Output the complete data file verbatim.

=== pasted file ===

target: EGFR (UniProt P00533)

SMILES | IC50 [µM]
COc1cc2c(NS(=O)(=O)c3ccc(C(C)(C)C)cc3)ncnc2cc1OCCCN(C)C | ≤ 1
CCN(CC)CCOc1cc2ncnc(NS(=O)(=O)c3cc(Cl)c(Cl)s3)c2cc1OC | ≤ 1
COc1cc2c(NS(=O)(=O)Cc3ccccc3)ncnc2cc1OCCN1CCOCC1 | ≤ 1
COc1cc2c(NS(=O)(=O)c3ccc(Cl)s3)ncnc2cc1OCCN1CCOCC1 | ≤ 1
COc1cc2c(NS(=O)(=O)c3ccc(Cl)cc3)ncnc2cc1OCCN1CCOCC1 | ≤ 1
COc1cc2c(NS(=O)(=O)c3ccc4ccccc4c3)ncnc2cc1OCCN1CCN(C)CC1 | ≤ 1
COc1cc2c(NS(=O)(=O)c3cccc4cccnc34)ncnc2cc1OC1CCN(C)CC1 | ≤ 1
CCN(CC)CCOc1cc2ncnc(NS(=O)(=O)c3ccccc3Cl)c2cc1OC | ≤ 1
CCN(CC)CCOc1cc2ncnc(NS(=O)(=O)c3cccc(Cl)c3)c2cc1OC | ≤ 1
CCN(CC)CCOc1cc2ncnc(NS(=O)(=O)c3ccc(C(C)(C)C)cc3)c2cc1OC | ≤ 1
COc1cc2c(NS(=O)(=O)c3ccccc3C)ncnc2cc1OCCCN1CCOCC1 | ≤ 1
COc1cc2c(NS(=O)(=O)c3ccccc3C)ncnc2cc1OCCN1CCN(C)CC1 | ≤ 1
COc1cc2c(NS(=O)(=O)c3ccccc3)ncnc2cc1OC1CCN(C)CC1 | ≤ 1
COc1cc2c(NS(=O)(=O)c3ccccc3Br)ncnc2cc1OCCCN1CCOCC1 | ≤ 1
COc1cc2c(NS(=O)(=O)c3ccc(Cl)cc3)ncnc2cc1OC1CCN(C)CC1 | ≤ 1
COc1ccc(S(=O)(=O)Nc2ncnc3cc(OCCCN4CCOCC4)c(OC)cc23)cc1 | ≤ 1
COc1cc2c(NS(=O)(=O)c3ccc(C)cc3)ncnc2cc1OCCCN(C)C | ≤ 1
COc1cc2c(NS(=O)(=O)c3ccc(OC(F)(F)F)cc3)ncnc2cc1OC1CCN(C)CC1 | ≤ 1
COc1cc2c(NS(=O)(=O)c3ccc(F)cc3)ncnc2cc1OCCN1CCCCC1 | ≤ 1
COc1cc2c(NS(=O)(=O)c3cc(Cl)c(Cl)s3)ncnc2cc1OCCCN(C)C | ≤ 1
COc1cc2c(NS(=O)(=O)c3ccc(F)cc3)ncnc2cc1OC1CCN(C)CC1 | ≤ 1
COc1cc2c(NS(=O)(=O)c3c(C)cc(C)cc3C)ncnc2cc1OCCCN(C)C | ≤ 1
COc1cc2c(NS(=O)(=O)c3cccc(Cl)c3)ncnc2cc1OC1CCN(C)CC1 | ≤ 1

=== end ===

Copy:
target: EGFR (UniProt P00533)

SMILES | IC50 [µM]
COc1cc2c(NS(=O)(=O)c3ccc(C(C)(C)C)cc3)ncnc2cc1OCCCN(C)C | ≤ 1
CCN(CC)CCOc1cc2ncnc(NS(=O)(=O)c3cc(Cl)c(Cl)s3)c2cc1OC | ≤ 1
COc1cc2c(NS(=O)(=O)Cc3ccccc3)ncnc2cc1OCCN1CCOCC1 | ≤ 1
COc1cc2c(NS(=O)(=O)c3ccc(Cl)s3)ncnc2cc1OCCN1CCOCC1 | ≤ 1
COc1cc2c(NS(=O)(=O)c3ccc(Cl)cc3)ncnc2cc1OCCN1CCOCC1 | ≤ 1
COc1cc2c(NS(=O)(=O)c3ccc4ccccc4c3)ncnc2cc1OCCN1CCN(C)CC1 | ≤ 1
COc1cc2c(NS(=O)(=O)c3cccc4cccnc34)ncnc2cc1OC1CCN(C)CC1 | ≤ 1
CCN(CC)CCOc1cc2ncnc(NS(=O)(=O)c3ccccc3Cl)c2cc1OC | ≤ 1
CCN(CC)CCOc1cc2ncnc(NS(=O)(=O)c3cccc(Cl)c3)c2cc1OC | ≤ 1
CCN(CC)CCOc1cc2ncnc(NS(=O)(=O)c3ccc(C(C)(C)C)cc3)c2cc1OC | ≤ 1
COc1cc2c(NS(=O)(=O)c3ccccc3C)ncnc2cc1OCCCN1CCOCC1 | ≤ 1
COc1cc2c(NS(=O)(=O)c3ccccc3C)ncnc2cc1OCCN1CCN(C)CC1 | ≤ 1
COc1cc2c(NS(=O)(=O)c3ccccc3)ncnc2cc1OC1CCN(C)CC1 | ≤ 1
COc1cc2c(NS(=O)(=O)c3ccccc3Br)ncnc2cc1OCCCN1CCOCC1 | ≤ 1
COc1cc2c(NS(=O)(=O)c3ccc(Cl)cc3)ncnc2cc1OC1CCN(C)CC1 | ≤ 1
COc1ccc(S(=O)(=O)Nc2ncnc3cc(OCCCN4CCOCC4)c(OC)cc23)cc1 | ≤ 1
COc1cc2c(NS(=O)(=O)c3ccc(C)cc3)ncnc2cc1OCCCN(C)C | ≤ 1
COc1cc2c(NS(=O)(=O)c3ccc(OC(F)(F)F)cc3)ncnc2cc1OC1CCN(C)CC1 | ≤ 1
COc1cc2c(NS(=O)(=O)c3ccc(F)cc3)ncnc2cc1OCCN1CCCCC1 | ≤ 1
COc1cc2c(NS(=O)(=O)c3cc(Cl)c(Cl)s3)ncnc2cc1OCCCN(C)C | ≤ 1
COc1cc2c(NS(=O)(=O)c3ccc(F)cc3)ncnc2cc1OC1CCN(C)CC1 | ≤ 1
COc1cc2c(NS(=O)(=O)c3c(C)cc(C)cc3C)ncnc2cc1OCCCN(C)C | ≤ 1
COc1cc2c(NS(=O)(=O)c3cccc(Cl)c3)ncnc2cc1OC1CCN(C)CC1 | ≤ 1